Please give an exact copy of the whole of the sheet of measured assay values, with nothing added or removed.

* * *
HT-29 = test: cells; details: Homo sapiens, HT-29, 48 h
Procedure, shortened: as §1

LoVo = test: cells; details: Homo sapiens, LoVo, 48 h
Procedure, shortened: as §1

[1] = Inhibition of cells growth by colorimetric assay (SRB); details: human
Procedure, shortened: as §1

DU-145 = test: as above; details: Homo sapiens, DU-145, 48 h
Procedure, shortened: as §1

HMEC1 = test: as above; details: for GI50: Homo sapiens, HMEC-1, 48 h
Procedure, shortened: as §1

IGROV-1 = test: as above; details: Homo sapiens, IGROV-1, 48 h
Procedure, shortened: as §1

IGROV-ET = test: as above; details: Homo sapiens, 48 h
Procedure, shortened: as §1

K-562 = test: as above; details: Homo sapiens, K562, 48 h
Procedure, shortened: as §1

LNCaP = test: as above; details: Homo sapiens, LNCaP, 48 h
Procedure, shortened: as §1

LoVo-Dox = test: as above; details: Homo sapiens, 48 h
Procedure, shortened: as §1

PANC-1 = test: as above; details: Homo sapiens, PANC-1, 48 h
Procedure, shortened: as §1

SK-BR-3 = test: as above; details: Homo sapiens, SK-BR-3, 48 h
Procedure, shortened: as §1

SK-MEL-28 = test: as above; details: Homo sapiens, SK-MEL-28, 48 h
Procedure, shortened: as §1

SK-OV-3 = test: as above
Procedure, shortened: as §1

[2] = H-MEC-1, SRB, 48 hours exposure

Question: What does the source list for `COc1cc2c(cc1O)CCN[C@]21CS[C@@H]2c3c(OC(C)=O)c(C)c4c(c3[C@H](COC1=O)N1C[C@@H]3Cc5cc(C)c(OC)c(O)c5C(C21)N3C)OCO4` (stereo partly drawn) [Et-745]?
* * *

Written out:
HT-29 = test: cells; details: Homo sapiens, HT-29, 48 h
Procedure, shortened: as §1

LoVo = test: cells; details: Homo sapiens, LoVo, 48 h
Procedure, shortened: as §1

[1] = Inhibition of cells growth by colorimetric assay (SRB); details: human
Procedure, shortened: as §1

DU-145 = test: as above; details: Homo sapiens, DU-145, 48 h
Procedure, shortened: as §1

HMEC1 = test: as above; details: for GI50: Homo sapiens, HMEC-1, 48 h
Procedure, shortened: as §1

IGROV-1 = test: as above; details: Homo sapiens, IGROV-1, 48 h
Procedure, shortened: as §1

IGROV-ET = test: as above; details: Homo sapiens, 48 h
Procedure, shortened: as §1

K-562 = test: as above; details: Homo sapiens, K562, 48 h
Procedure, shortened: as §1

LNCaP = test: as above; details: Homo sapiens, LNCaP, 48 h
Procedure, shortened: as §1

LoVo-Dox = test: as above; details: Homo sapiens, 48 h
Procedure, shortened: as §1

PANC-1 = test: as above; details: Homo sapiens, PANC-1, 48 h
Procedure, shortened: as §1

SK-BR-3 = test: as above; details: Homo sapiens, SK-BR-3, 48 h
Procedure, shortened: as §1

SK-MEL-28 = test: as above; details: Homo sapiens, SK-MEL-28, 48 h
Procedure, shortened: as §1

SK-OV-3 = test: as above
Procedure, shortened: as §1

[2] = H-MEC-1, SRB, 48 hours exposure

Question: What does the source list for `COc1cc2c(cc1O)CCN[C@]21CS[C@@H]2c3c(OC(C)=O)c(C)c4c(c3[C@H](COC1=O)N1C[C@@H]3Cc5cc(C)c(OC)c(O)c5C(C21)N3C)OCO4` (stereo partly drawn) [Et-745]?